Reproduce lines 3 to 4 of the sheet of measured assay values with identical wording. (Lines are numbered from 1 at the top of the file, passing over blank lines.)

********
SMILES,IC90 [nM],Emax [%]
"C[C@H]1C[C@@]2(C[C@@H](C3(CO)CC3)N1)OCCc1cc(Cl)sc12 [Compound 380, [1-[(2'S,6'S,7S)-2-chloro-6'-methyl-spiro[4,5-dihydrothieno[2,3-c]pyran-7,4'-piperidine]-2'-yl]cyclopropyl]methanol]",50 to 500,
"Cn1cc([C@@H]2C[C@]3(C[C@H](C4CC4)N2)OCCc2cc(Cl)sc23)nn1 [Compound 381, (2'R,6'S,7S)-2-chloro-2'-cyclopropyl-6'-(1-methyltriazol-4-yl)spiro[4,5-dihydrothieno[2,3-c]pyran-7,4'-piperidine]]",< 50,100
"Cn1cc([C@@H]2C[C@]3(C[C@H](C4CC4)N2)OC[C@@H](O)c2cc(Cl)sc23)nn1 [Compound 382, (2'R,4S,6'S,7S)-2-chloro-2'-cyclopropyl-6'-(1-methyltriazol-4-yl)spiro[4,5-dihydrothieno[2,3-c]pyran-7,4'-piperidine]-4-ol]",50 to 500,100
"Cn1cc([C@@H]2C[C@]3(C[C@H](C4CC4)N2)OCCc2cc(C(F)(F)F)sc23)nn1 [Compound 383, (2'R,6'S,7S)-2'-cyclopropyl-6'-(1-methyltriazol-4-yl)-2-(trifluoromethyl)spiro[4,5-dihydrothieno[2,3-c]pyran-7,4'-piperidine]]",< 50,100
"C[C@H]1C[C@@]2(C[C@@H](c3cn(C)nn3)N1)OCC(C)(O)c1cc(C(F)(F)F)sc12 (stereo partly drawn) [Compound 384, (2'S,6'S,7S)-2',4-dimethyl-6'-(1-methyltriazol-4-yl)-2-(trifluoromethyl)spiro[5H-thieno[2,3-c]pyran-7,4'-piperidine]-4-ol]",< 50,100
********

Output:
"Cn1cc([C@@H]2C[C@]3(C[C@H](C4CC4)N2)OCCc2cc(Cl)sc23)nn1 [Compound 381, (2'R,6'S,7S)-2-chloro-2'-cyclopropyl-6'-(1-methyltriazol-4-yl)spiro[4,5-dihydrothieno[2,3-c]pyran-7,4'-piperidine]]",< 50,100
"Cn1cc([C@@H]2C[C@]3(C[C@H](C4CC4)N2)OC[C@@H](O)c2cc(Cl)sc23)nn1 [Compound 382, (2'R,4S,6'S,7S)-2-chloro-2'-cyclopropyl-6'-(1-methyltriazol-4-yl)spiro[4,5-dihydrothieno[2,3-c]pyran-7,4'-piperidine]-4-ol]",50 to 500,100